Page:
comments_image Comments

"Leaning in" in Iraq: Women's Rights and War?


Whose feminism?                                                                                                                                    

A first query is: whose interests does imperial feminism meet in its rendering of gains for women? Whose interests are met by Sandberg's notion of lean in? Obviously corporate America or she would not be receiving such endless publicity. But it is also more complicated than this because much of what Sandberg writes in Lean In many women from across class and racial and geographical lines can identify with. Her stories may readily remind people of their own insecurities, lack of self-confidence, and self-regulating personalities. Yet, most women in our jobs and lives cannot do what we must do to make a living and care for our loved ones without working beyond our limits - standing firm, and stirring things up . Most women - especially those who live in war-torn countries already " lean in" to their lives with no choice but to do so.

Sandberg says that the feminist revolution is stalled; that women need more ambition to get to the top and change things from there. Really? Corporate exploitation of the 99 percent is left intact. The rigid structuring of work and home remains in place even if she wants men and women to traverse the divide equally.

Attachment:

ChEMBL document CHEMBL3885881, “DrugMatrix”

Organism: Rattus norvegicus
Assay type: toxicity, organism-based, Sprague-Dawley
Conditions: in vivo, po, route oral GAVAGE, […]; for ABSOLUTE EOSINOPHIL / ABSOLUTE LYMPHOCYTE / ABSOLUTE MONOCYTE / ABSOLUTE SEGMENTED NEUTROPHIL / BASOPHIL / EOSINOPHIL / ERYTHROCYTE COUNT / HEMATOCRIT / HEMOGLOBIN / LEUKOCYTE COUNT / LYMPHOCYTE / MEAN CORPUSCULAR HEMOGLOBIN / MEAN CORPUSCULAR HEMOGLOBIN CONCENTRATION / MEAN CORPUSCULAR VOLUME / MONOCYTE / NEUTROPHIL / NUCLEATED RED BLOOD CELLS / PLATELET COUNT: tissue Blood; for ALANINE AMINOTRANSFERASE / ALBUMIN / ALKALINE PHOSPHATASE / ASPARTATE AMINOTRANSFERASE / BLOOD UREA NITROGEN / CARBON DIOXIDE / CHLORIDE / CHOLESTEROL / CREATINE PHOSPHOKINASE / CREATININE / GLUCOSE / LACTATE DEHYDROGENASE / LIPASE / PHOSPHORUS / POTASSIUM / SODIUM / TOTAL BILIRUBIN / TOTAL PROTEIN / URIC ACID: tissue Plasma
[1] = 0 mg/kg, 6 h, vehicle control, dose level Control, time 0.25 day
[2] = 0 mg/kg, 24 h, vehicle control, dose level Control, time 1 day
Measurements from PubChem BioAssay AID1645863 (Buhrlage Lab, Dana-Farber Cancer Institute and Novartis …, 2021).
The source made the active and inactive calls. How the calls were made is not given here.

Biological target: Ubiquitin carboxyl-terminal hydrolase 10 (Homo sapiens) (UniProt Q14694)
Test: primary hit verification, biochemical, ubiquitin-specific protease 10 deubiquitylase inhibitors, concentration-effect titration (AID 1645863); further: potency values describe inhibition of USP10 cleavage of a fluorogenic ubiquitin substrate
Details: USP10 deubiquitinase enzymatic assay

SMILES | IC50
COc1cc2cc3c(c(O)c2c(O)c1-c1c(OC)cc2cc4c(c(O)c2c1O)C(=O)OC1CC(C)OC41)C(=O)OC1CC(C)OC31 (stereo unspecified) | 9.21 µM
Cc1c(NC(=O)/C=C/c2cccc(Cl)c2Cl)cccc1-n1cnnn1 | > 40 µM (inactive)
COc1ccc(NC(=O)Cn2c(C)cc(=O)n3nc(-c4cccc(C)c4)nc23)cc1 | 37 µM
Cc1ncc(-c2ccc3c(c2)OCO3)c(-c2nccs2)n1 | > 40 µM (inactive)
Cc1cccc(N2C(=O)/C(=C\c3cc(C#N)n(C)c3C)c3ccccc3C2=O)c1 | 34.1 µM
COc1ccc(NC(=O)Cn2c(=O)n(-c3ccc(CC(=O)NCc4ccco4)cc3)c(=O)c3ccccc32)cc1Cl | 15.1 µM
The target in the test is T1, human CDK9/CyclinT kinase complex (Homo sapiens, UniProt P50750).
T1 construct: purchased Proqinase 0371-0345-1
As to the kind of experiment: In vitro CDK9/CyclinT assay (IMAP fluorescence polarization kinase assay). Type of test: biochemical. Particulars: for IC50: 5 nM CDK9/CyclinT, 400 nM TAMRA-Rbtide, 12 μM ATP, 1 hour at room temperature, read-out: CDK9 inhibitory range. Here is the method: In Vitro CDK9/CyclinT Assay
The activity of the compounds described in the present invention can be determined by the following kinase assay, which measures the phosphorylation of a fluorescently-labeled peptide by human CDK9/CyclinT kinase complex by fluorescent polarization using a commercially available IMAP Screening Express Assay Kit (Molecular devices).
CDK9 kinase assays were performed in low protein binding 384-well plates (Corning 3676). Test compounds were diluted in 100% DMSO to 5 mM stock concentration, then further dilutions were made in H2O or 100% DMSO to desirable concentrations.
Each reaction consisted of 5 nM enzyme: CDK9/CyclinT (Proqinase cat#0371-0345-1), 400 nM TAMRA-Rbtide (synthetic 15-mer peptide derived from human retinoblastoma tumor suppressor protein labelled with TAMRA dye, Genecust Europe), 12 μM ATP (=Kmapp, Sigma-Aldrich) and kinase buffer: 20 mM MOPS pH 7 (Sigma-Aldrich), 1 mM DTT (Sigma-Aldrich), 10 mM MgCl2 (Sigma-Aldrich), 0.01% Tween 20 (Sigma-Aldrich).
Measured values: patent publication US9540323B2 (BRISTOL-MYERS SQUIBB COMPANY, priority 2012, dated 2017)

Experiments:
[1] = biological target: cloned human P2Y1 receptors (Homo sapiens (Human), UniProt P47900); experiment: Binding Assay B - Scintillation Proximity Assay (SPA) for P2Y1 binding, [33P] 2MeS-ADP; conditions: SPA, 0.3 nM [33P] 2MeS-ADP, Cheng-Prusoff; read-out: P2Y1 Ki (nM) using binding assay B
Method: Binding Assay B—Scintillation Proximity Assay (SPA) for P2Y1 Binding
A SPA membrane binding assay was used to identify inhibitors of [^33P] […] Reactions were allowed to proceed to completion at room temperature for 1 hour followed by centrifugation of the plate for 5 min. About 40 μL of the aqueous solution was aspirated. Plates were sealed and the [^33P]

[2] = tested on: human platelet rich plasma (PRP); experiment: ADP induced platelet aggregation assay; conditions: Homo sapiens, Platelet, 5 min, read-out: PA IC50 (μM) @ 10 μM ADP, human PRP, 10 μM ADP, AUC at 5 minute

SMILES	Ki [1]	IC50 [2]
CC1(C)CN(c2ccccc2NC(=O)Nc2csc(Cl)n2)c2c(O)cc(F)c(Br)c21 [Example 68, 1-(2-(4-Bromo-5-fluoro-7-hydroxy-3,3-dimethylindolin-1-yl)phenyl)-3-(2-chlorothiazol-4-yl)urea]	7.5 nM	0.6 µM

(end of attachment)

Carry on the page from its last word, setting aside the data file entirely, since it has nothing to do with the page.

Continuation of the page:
Women in leadership posts just mean that women will be in place to lead this structural exploitative imperial nightmare. We do not need more women in the power slots that already exist. We need a different non-hierarchical formulation of power - one that is not rooted in gender violence across the globe, and then feminists of whatever sex and race can occupy places of leadership.

Few people would criticise Sandberg's feminist wish that her/our children find happiness and passion in whatever desires they choose. So let me extend this view beyond her "blind-spots" and dialogue from there. She invites us to "keep talking" and not end the conversation too quickly. So I will continue, but differently.

Wars and women in Iraq

Wars start and often continue all too silently. They continue even when they supposedly have ended. New forms of war are in process and few of us may be looking in the right places. And, the oldest war - on female bodies - is too often made invisible when it is horrifically real. Local wars - named for their geography - like Iraq or Afghanistan trump the war on gender, but in name only. Yet, gender violence is systematic: kidnappings, public beatings, death threats, sexual assaults, and killings make women the particular targets. One Billion Rising gave public viewing to a global war of sexual violence.

MADRE, a US-based international women's human rights group, has been on the ground in Iraq for over the past decade. They work against gender violence in conflict situations and are presently working alongside their partner group, the Organisation for Women's Freedom in Iraq (OWFI), to combat growing violence against women in the country. It is hard to say which is worse: an almost secular state with a totalitarian ruler named Saddam Hussein, or right wing religious extremists vying for their patriarchal vision of life. But the Iraq War has left its women with less rights and more violence.

See more stories tagged with: